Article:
Peeing symptoms

hewhositsoncushions Member Posts: 409 Member

Hi all

Pre-op on Monday so all progressing.

In the meantime...

Last two days have suffered serious "garden sprinkler knob" when peeing, usually when near empty or when waking or getting up from rest. Am also having some trouble kick starting the process sometimes. Ealier in the week I was fine. Only used to get this after sex.

Having the odd twinge down below too.

This week has been a massive break from routine as we are on holiday and walking up to ten miles a day and I am usually knackered by the end of the day.

So, questions... is this random / common for someone at my stage? Is it signs the bandit is progressing? Or is it (as I suspect) all in my head?




  • RobLee
    RobLee Member Posts: 269 Member
    Peeing symptoms

    I had weak stream and difficulty starting for several years before the cancer diagnosis, but I understood that this was common for a man my age and probably due to BPH or prostate inflamation. Cancer was never mentioned to me until very late in the game.  I know there are lots of medications used to treat the symptoms you describe but at this stage in your story I'd say all that will be in the past after surgery.  You'll have a catheter for about ten days followed by several months of (hopefully) regaining continence. Once all that's healed many guys report a strong stream like they hadn't seen since theri twenties. Good luck... I hope all goes well with your surgery and recovery.

  • Grinder
    Grinder Member Posts: 487 Member
    edited June 2017 #3

    Yeah, ditto on what he said^... sounds like BPH symptoms. VDG or Max will know better if this is symptomatic of metastasis. But if you are getting a robotic RP, then you should be glad because bph only gets worse the older you get, not to mention prostatitis attacks. So the RP will spare you a lot of catheters and Flomax. And yes, I pee now like than a twenty year old. I could win a distance contest now... If there was such a thing. I could work for the FD and put out fires. OK, that last one was hyperbole, but you get the idea. Just be aware of the temporary incontinence (3 to 6 mos.), temporary ED (1 to 2 years), and permanent "size reduction" of 1-2 inches. This all assumes you have an experienced surgeon capable of nerve sparing.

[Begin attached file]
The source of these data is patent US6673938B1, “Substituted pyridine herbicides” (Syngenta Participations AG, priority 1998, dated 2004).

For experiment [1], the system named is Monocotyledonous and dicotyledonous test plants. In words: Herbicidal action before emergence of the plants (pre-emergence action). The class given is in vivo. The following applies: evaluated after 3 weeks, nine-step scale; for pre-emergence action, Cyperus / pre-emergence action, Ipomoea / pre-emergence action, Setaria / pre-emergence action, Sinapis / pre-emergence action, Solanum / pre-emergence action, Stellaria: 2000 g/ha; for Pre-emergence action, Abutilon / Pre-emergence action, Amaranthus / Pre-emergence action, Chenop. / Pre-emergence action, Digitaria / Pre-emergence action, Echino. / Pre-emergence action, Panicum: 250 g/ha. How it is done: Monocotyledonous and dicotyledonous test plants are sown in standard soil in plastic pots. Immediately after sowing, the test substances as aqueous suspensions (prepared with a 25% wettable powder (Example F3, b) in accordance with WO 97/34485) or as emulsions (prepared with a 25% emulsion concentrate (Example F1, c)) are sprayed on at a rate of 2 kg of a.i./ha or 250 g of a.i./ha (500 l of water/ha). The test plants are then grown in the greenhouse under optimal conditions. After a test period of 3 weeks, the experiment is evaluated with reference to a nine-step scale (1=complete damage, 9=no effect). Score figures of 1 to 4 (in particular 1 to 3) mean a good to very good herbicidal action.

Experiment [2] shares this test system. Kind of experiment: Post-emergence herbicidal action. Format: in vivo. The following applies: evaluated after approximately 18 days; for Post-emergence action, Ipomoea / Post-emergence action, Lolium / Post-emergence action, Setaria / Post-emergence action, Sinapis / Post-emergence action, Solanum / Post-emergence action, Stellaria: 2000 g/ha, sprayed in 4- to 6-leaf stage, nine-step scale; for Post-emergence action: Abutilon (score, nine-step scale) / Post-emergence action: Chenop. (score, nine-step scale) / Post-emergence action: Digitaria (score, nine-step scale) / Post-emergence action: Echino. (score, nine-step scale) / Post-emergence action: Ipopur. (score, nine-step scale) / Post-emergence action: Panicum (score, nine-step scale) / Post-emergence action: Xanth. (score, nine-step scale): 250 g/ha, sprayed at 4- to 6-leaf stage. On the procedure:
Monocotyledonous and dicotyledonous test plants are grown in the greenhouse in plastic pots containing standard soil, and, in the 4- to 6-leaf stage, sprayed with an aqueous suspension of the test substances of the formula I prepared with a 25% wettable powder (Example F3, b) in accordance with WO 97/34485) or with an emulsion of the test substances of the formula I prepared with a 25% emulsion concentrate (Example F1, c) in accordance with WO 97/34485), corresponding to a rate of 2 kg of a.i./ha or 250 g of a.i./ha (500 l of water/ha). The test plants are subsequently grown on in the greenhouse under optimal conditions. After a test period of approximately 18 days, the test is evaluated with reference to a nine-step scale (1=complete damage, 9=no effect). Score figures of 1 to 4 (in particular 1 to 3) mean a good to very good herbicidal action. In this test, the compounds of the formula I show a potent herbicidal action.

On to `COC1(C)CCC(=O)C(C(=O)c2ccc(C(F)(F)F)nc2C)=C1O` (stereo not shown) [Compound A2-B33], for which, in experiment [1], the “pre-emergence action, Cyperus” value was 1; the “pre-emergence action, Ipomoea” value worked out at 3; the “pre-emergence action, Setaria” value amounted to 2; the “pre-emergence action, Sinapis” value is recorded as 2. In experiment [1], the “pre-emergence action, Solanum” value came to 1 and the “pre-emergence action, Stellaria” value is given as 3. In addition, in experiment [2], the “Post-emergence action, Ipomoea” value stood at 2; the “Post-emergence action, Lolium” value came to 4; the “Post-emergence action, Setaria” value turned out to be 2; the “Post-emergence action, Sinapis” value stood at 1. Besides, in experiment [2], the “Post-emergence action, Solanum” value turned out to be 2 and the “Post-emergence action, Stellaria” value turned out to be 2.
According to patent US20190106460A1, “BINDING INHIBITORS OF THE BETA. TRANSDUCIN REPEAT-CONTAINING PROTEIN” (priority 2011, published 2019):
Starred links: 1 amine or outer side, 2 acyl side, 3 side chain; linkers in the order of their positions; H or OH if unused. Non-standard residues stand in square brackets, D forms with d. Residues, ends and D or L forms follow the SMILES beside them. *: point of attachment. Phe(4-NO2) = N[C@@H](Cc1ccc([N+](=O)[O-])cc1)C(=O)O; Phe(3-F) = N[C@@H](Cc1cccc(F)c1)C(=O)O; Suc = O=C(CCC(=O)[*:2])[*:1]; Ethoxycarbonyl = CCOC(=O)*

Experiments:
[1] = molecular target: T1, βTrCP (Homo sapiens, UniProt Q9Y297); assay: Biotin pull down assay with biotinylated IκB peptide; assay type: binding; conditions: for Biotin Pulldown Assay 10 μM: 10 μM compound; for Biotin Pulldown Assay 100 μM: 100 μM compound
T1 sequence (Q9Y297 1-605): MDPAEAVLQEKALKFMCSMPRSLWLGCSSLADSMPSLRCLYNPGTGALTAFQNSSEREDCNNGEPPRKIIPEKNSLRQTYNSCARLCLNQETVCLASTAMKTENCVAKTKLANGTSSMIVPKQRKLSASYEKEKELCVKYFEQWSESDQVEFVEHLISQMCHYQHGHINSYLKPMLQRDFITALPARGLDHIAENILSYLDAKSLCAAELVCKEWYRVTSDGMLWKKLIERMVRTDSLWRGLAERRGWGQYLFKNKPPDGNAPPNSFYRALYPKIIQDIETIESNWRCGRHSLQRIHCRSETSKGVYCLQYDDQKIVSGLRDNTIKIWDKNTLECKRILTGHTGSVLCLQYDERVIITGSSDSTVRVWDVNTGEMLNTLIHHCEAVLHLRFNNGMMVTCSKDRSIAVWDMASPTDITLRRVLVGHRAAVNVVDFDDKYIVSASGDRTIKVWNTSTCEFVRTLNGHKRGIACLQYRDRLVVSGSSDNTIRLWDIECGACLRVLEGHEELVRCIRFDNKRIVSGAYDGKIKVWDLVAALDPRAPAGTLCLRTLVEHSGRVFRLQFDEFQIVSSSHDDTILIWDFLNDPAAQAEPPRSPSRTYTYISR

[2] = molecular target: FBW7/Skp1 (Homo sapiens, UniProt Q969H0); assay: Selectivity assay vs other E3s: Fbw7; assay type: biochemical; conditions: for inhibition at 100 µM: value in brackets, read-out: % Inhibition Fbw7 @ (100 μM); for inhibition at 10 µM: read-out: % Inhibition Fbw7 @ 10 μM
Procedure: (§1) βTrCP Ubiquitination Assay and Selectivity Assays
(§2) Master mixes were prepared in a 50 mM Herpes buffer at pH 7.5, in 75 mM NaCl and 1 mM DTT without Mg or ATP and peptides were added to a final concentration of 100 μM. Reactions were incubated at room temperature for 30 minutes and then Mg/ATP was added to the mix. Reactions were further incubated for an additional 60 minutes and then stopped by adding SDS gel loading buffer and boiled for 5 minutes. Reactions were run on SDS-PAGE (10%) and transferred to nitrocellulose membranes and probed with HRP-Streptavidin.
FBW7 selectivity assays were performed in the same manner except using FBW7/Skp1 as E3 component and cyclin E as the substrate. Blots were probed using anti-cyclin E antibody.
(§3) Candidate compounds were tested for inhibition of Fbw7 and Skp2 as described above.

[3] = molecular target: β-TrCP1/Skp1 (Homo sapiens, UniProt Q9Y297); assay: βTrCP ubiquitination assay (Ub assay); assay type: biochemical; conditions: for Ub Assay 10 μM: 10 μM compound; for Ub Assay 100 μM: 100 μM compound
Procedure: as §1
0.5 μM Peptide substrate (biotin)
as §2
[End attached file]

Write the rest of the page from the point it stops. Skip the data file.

• VascodaGama
    VascodaGama Member Posts: 3,549 Member
    Mimicking occurrences

    Surely such is not a sign for progression. Relax. Enjoy your holidays. Get ready for the D-day.

    Best wishes for events next week.


  • hewhositsoncushions
    hewhositsoncushions Member Posts: 409 Member
    Cheers Vasco

    Cheers Vasco

    I think you can tell by now I am a worrier :)

    Good news - pre-op tomorrow and op now booked for 22nd.

    Just got to get through my fear of anaesthesia :)


  • VascodaGama
    VascodaGama Member Posts: 3,549 Member
    edited June 2017 #6
    Dealing with the unknown


    Along my years of sequential treatments and survivorship, I've found that knowing in advance what to expect has given me that relaxed and comfortable peace of mind. I research so much that sometimes I feel that I have the upper hand over the bandit, to the extreme of seeing it as a marionette with strings in a play in which I am the puppeteer. Now turn to the right, now to the left.

    I would like you to describe your experiences, fears, etc, along this preparedness period, and then the ending of the story. This is an experience that not many will have the opportunity to tell about to their children and grandchildren.